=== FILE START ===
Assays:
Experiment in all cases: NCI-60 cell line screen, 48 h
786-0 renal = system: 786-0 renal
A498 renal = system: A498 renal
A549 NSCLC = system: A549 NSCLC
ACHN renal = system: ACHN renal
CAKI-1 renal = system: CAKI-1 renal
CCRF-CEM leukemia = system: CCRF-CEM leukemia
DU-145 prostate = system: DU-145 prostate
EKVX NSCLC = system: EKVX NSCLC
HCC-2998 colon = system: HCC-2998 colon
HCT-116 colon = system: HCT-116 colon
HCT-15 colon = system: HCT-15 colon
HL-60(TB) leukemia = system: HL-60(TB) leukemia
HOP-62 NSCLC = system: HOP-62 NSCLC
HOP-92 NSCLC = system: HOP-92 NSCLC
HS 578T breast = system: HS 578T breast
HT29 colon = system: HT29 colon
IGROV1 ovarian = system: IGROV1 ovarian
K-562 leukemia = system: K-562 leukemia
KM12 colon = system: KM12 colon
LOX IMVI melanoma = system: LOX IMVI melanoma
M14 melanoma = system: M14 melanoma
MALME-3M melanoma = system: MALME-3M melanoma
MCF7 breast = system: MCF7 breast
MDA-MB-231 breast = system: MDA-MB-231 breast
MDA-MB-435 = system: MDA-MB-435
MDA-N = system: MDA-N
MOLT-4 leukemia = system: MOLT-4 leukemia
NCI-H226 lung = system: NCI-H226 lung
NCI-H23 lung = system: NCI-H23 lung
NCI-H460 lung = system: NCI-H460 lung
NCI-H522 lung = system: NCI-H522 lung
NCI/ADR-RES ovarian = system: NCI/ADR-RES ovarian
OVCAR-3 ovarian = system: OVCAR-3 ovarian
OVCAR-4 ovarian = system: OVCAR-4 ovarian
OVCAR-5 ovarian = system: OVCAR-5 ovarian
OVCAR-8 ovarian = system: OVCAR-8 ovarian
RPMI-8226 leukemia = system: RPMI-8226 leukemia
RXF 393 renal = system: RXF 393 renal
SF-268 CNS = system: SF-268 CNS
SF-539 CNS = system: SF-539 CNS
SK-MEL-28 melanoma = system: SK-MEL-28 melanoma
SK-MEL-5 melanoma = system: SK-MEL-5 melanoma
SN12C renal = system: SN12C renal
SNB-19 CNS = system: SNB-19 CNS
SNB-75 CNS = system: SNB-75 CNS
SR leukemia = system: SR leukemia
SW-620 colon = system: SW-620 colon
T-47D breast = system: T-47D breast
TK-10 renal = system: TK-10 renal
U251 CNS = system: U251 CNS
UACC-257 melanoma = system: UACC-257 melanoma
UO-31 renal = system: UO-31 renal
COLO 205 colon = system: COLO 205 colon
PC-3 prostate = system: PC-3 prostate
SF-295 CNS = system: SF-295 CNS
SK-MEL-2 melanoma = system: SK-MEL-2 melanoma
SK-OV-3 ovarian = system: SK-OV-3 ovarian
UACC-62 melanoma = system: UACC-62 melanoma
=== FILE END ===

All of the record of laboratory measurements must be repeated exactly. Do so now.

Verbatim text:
Assays:
Experiment in all cases: NCI-60 cell line screen, 48 h
786-0 renal = system: 786-0 renal
A498 renal = system: A498 renal
A549 NSCLC = system: A549 NSCLC
ACHN renal = system: ACHN renal
CAKI-1 renal = system: CAKI-1 renal
CCRF-CEM leukemia = system: CCRF-CEM leukemia
DU-145 prostate = system: DU-145 prostate
EKVX NSCLC = system: EKVX NSCLC
HCC-2998 colon = system: HCC-2998 colon
HCT-116 colon = system: HCT-116 colon
HCT-15 colon = system: HCT-15 colon
HL-60(TB) leukemia = system: HL-60(TB) leukemia
HOP-62 NSCLC = system: HOP-62 NSCLC
HOP-92 NSCLC = system: HOP-92 NSCLC
HS 578T breast = system: HS 578T breast
HT29 colon = system: HT29 colon
IGROV1 ovarian = system: IGROV1 ovarian
K-562 leukemia = system: K-562 leukemia
KM12 colon = system: KM12 colon
LOX IMVI melanoma = system: LOX IMVI melanoma
M14 melanoma = system: M14 melanoma
MALME-3M melanoma = system: MALME-3M melanoma
MCF7 breast = system: MCF7 breast
MDA-MB-231 breast = system: MDA-MB-231 breast
MDA-MB-435 = system: MDA-MB-435
MDA-N = system: MDA-N
MOLT-4 leukemia = system: MOLT-4 leukemia
NCI-H226 lung = system: NCI-H226 lung
NCI-H23 lung = system: NCI-H23 lung
NCI-H460 lung = system: NCI-H460 lung
NCI-H522 lung = system: NCI-H522 lung
NCI/ADR-RES ovarian = system: NCI/ADR-RES ovarian
OVCAR-3 ovarian = system: OVCAR-3 ovarian
OVCAR-4 ovarian = system: OVCAR-4 ovarian
OVCAR-5 ovarian = system: OVCAR-5 ovarian
OVCAR-8 ovarian = system: OVCAR-8 ovarian
RPMI-8226 leukemia = system: RPMI-8226 leukemia
RXF 393 renal = system: RXF 393 renal
SF-268 CNS = system: SF-268 CNS
SF-539 CNS = system: SF-539 CNS
SK-MEL-28 melanoma = system: SK-MEL-28 melanoma
SK-MEL-5 melanoma = system: SK-MEL-5 melanoma
SN12C renal = system: SN12C renal
SNB-19 CNS = system: SNB-19 CNS
SNB-75 CNS = system: SNB-75 CNS
SR leukemia = system: SR leukemia
SW-620 colon = system: SW-620 colon
T-47D breast = system: T-47D breast
TK-10 renal = system: TK-10 renal
U251 CNS = system: U251 CNS
UACC-257 melanoma = system: UACC-257 melanoma
UO-31 renal = system: UO-31 renal
COLO 205 colon = system: COLO 205 colon
PC-3 prostate = system: PC-3 prostate
SF-295 CNS = system: SF-295 CNS
SK-MEL-2 melanoma = system: SK-MEL-2 melanoma
SK-OV-3 ovarian = system: SK-OV-3 ovarian
UACC-62 melanoma = system: UACC-62 melanoma